Identifying and fulfilling adult learners’ needs is critical to enhance their achievement and self-empowerment (Diep, Zhu, de Greef, Vo, & Vanwing, 2019). When the needs of adult learners are fulfilled, it is more likely to bring about high-quality learning (Diep, et al, 2019). Adult learners want to know that the class they are attending will be relevant, which in turn, will aid in the learning process. By viewing an agenda, students will see that there is a plan for the class and when active participation will be required, but also it will allow students to feel comfortable in the classroom environment of knowing what comes next. While adults are portrayed as self-directed learners, a coherent and clear agenda is of crucial importance because this results in a feeling of safety (Philips, Blatzer, Filoon, & Whitley, 2017).

Overall, using a visible, daily agenda benefits both the instructor and students. They promote many different skills in the classroom and can be used in numerous ways. A visible schedule for students helps both instructors and students stay organized, plan ahead, and manage their time (Lewis, 2015).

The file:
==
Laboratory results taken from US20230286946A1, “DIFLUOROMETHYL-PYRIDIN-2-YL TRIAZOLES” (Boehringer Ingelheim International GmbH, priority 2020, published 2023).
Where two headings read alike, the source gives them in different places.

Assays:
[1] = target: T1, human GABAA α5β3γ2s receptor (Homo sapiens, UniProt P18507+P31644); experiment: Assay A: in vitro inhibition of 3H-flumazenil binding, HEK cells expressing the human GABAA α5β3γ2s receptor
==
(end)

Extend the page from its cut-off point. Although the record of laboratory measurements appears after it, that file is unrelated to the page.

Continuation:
Key benefits to having a visible agenda when students enter the classroom

  1. Adult learners, much like children, like to know what comes next during the class session. As students enter the physical classroom or remote classroom, this is a way to welcome them to your session. It provides them with the plan for the day, which helps students feel secure.
  2. The agenda helps in achieving the objectives of the session. As objectives are discussed, the agenda provides the plan in how they will be achieved. Some words to display in your agenda could be: discuss, review, create, etc.
  3. The agenda helps with organization of the session and guides both the instructor and students through what needs to be covered during the session. It helps the instructor stay on task and focused on the tasks at hand, as well as a reference point.